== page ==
One death, 60 new cases of COVID-19 in Interior Health

The death is connected to the outbreak at Spring Valley long-term care in Kelowna

The manager and a worker at the Penticton Great Canadian Oil Exchange in front of the new sea-can. (Submitted)
Kelowna and Penticton oil recycling facilities get upgrades

The BC Used Oil Management Association provided grant funding for the upgrades

The SS Sicamous was decked out in poppies on Remembrance Day and lights at Christmas time. The Sicamous won’t be able to open again because of COVID restrictions. (Monique Tamminga - File photo)
The SS Sicamous was decked out in poppies on Remembrance Day and lights at Christmas time. The Sicamous won’t be able to open again because of COVID restrictions. (Monique Tamminga - File photo)
Penticton’s historic paddlewheeler likely won’t open for a second year

The SS Sicamous Society is getting lots of restoration work done during the closure

Prince Rupert was one of the first B.C. communities targeted for mass vaccination after a steep rise in infections. Grey area marks community-wide vaccine distribution. (B.C. Centre for Disease Control)
B.C. tracks big drop in COVID-19 infections after vaccination

Prince Rupert, Indigenous communities show improvement

Municipal governments around B.C. have emergency authority to conduct meetings online, use mail voting and spend reserve funds on operation expenses. (Penticton Western News)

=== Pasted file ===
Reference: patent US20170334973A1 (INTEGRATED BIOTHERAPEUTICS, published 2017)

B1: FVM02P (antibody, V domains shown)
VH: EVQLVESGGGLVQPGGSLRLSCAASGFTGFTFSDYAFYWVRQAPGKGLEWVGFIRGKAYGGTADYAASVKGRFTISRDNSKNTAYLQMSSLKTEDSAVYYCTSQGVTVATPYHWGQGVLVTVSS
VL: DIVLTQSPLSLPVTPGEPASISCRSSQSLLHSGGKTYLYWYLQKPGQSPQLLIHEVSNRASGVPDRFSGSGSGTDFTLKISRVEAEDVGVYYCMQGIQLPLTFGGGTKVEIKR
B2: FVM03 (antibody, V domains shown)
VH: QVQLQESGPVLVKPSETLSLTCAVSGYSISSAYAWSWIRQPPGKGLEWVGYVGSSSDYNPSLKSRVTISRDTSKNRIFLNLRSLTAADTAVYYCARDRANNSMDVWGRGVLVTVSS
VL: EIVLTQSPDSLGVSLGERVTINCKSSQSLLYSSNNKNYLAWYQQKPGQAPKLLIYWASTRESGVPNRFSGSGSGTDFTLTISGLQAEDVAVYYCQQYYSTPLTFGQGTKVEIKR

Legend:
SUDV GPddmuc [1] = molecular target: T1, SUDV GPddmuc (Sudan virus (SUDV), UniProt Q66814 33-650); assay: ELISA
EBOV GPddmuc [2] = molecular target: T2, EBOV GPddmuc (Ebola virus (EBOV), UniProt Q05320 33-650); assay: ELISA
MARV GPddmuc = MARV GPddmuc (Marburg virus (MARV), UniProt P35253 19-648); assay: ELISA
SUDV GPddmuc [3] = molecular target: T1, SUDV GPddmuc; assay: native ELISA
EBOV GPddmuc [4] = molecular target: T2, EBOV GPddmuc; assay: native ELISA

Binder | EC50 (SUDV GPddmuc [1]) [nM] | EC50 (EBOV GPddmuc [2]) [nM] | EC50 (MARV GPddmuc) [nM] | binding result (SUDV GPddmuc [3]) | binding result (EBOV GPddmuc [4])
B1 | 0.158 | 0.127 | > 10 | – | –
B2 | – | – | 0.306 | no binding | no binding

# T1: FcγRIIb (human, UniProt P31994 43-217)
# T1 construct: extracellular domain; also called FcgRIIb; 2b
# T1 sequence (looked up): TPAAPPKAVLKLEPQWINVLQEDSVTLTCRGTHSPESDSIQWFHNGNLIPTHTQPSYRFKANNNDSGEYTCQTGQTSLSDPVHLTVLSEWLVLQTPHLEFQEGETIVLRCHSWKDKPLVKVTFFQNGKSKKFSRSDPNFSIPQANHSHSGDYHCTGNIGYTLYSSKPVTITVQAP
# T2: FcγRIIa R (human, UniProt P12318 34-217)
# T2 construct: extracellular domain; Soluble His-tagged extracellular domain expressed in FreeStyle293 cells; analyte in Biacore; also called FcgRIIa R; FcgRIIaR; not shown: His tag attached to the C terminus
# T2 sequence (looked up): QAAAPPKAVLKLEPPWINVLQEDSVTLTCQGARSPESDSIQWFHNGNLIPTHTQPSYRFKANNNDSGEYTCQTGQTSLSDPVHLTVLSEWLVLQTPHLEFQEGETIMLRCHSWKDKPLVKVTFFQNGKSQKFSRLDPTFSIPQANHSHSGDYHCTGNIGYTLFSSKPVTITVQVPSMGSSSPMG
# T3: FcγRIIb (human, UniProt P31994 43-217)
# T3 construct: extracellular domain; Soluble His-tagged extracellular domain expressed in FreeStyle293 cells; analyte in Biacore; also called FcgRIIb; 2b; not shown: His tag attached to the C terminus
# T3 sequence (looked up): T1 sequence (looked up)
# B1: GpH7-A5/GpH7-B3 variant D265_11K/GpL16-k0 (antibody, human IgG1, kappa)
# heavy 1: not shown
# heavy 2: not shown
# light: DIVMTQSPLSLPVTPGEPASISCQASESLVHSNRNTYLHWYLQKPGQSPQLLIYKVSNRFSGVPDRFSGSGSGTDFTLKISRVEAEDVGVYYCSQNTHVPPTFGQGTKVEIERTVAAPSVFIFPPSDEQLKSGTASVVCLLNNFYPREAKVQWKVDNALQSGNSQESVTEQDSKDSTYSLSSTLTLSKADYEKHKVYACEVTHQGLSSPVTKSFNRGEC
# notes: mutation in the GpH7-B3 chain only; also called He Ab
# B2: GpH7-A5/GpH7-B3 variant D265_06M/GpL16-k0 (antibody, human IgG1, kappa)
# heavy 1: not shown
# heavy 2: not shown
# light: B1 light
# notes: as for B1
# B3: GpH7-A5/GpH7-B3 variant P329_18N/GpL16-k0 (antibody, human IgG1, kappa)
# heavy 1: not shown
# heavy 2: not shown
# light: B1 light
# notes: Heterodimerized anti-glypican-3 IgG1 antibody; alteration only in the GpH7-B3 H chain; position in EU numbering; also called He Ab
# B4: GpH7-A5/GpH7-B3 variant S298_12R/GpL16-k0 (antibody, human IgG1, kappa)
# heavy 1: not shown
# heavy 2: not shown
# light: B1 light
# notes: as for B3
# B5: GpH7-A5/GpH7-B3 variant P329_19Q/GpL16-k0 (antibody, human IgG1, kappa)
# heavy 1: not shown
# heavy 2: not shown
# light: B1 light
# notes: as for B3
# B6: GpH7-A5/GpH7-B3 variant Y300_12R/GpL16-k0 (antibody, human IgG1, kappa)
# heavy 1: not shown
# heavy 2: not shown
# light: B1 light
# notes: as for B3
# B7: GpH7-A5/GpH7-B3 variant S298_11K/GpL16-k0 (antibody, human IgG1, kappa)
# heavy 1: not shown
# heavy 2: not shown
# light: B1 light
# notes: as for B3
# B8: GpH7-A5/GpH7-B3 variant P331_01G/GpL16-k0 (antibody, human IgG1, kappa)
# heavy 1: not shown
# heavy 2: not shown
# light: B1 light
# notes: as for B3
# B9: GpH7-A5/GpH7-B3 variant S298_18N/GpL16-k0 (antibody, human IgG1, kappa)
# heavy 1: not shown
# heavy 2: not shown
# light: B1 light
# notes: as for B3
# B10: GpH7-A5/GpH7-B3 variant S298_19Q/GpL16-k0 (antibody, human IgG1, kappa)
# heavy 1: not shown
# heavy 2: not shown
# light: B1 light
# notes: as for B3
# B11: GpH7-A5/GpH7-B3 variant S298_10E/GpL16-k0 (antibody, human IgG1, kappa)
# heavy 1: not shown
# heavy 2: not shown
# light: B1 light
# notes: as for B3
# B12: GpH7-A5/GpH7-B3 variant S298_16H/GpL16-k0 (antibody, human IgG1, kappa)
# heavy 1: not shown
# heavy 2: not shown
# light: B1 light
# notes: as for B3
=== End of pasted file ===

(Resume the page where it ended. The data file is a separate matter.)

Online council meetings, mail-in voting option to be extended in B.C.

Proposed law makes municipal COVID-19 exceptions permanent

A nurse prepares a dose of the COVID-19 vaccine in Kelowna on Tuesday, March 16. (Phil McLachlan/Black Press)
British Columbians aged 20+ can book for vaccine Saturday, those 18+ on Sunday

‘We are also actively working to to incorporate the ages 12 to 17 into our immunization program’

The Maritime Kitchen Party is featured in the B-Side, the Vernon and District Performing Arts Centre’s online series, May 13-16. (VDPAC photo)
B-Side keeps Okanagan musicians in Focus

Performing Arts Centre online concerts continue

The AstraZeneca-Oxford University vaccine. (AP/Eranga Jayawardena)
2nd person in B.C. diagnosed with rare blood clotting after AstraZeneca vaccine

The man, in his 40s, is currently receiving care at a hospital in the Fraser Health region

The. B.C. Court of Appeal granted a retrial to former Vernon man William Schneider, convicted of second-degree murder in the 2016 death of Japanese exchange student Natsumi Kogawa. The trial is set to begin May 24, 2022. (Vancouver Police Department photo)
Retrial date set for former Okanagan man’s murder conviction

William Schneider’s trial, connected to the death of Natsumi Kogawa, is set for May 2022

Brian Peach rescues ducklings from a storm drain in Smithers May 12. (Lauren L’Orsa video screen shot)
VIDEO: Smithers neighbours rescue ducklings from storm drain

Momma and babies made it safely back to the creek that runs behind Turner Way

Signage for ICBC, the Insurance Corporation of British Columbia, is shown in Victoria, B.C., on February 6, 2018. THE CANADIAN PRESS/Chad Hipolito
$150 refunds issued to eligible customers following ICBC’s switch to ‘enhanced care’

Savings amassed from the insurance policy change will lead to one-time rebates for close to 4 million customers

Police investigate a fatal 2011 shooting in a strip mall across from Central City Shopping Centre, which was deemed a gang hit. The Mayor’s Gang Task Force zeroed in on ways to reduce gang involvement and activity. (File photo)
COVID-19 could be a cause in public nature of B.C. gang violence: expert

Martin Bouchard says the pandemic has changed people’s routines and they aren’t getting out of their homes often, which could play a role in the brazen nature of shootings

Most Read